White Belt Gold! 70 “BJJ Basics” Techniques In 26 Minutes.




White Belt Gold! 70 “BJJ Basics” Techniques In 26 Minutes.



This video eliminates the talking and gets right down to business! This is truly a valuable reference resource for any of us coming up through the BJJ ranks. Thanks to Vanderson Pires Jiu Jitsu Team of Wellington, New Zealand for putting this together!


Techniques include
#1 Classic/Basic pass guard 00:08
#2 Pass partners guard from standing 00:37
#3 Matador pass 01:12
#4 From half guard – pass into mount 01:21
#5 From half guard – pass into kesa gatame 01:50
#6a From guard – arm bar 02:50
#6b From guard – arm bar defense 03:08
#7a From guard – kimura 03:34
#7b From guard – kimura defense 03:48
#8a From guard – omoplata 04:03
#8b From guard – omoplata defense 1 04:27
#8c From guard – omoplata defense 2 04:53
#9a From guard – triangle 05:18
#9b From guard – triangle defense 1 05:38
#9c From guard – triangle defense 2 06:02
#10a From guard – cross choke 06:26
#10b From guard – cross choke defense 06:43
#11a Foot lock from standing 06:59
#11b Foot lock defense 07:16
#12a From mount – ezekiel choke 07:33
#12b From mount – ezekiel choke defense 07:49
#13a From mount – arm bar 08:04
#13b From mount – arm bar defense 08:26
#14a From mount — americana 08:58
#14b From mount – americana defense 09:21
#15a From mount – cross choke 09:34
#15b From mount – cross choke defense 09:52
#16 From knee ride – arm bar 10:14
#17 From knee ride – cross choke 10:33
#18 From side control – arm bar 10:51
#19 From side control – cross choke 11:08
#20 From side control – americana 11:31
#21 From side control – escape to your turtle 11:44
#22 From side control – re-establish guard 12:05
#23 From side control – upa 12:22
#24 Bridge and Roll defense from kesa gatame 12:52
#25 From partners turtle — clock choke 13:20
#26 From partners turtle — crucifix 13:45
#27 From partners turtle — rolling choke 14:09
#28 From your turtle — omoplata 14:36
#29 From your turtle — take the back 14:56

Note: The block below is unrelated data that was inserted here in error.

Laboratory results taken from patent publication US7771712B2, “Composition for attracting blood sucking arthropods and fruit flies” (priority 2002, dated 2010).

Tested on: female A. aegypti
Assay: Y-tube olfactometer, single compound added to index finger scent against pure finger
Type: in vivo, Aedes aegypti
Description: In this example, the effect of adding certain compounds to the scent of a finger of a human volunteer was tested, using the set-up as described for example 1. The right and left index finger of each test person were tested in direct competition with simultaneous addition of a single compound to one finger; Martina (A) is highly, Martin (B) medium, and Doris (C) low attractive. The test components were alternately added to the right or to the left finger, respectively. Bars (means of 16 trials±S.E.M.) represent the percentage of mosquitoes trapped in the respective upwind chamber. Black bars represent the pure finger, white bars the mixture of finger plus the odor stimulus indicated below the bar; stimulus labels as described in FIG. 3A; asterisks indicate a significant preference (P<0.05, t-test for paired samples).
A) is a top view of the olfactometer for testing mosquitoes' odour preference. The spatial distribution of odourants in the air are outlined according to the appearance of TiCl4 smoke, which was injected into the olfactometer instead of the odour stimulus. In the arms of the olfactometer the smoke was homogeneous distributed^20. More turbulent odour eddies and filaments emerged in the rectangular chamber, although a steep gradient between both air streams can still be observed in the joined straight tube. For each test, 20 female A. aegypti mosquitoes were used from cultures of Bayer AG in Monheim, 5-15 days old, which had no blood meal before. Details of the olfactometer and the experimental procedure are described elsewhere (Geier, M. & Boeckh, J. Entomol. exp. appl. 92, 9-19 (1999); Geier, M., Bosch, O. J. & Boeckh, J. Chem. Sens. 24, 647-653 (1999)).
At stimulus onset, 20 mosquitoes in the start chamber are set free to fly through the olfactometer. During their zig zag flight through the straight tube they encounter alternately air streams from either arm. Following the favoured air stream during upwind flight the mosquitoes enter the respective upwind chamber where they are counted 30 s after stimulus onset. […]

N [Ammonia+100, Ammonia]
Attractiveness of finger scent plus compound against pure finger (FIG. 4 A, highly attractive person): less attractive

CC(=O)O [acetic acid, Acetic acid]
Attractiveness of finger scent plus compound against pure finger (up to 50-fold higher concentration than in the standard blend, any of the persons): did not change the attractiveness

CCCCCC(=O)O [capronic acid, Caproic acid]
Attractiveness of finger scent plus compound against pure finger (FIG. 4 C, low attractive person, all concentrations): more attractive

#30 From your turtle — reversal/inverse 15:13
#31 Sweep from guard — scissor 15:33
#32 Sweep from guard — kimura 15:56
#33 Sweep from guard — pendulum 16:17
#34 Sweep from guard — double leg reap 16:38
#35 Sweep from guard — balloon 17:06
#36 Sweep from guard — omoplata to sofa 17:30
#37 From butterfly guard — hug sweep 17:57
#38 Basic delariva sweep 18:25
#39 Sweep from guard — knee squeeze 18:48
#40 From your half guard — under hook sweep 19:13
#41 From your half guard — grab the foot sweep 19:45
#42a1 Judo takedown — kouchi gari 20:15
#42a2 Judo takedown — deashi harai 20:28
#42a3 Judo takedown — tomoe nage 20:43
#42a4 Judo takedown — uchi mata 20:57
#42a5 Judo takedown — ippon seionage 21:11
#42a6 Judo takedown — kata guruma 21:25
#42a7 Judo takedown — morote seionage 21:42
#42a8 Judo takedown — tai toshi 22:00
#42a9 Judo takedown — o-uchi gari 22:14
#42a10 Judo takedown — o-goshi 22:29
#42a11 Judo takedown — o-soto gari 22:44
#42b Biana/Double leg take down 22:58
#42c Single leg take down 23:16
#S1 Self defense – double hand choke 23:40
#S2 Self defense – one wrist grabbed 23:48
#S3 Self defense – bear hug from front 23:58
#S4 Self defense – bear hug from back 24:18
#S5 Self defense – standing rear naked choke 24:56
#S6 Self defense – standing guillotine 25:10
#S7a Self defense – back on wall double hand choke 25:35
#S7b Self defense – back on wall single hand choke 25:48


How To Tell If Your BJJ Instructor Is A Legit Black Belt




How To Tell If Your BJJ Instructor Is A Legit Black Belt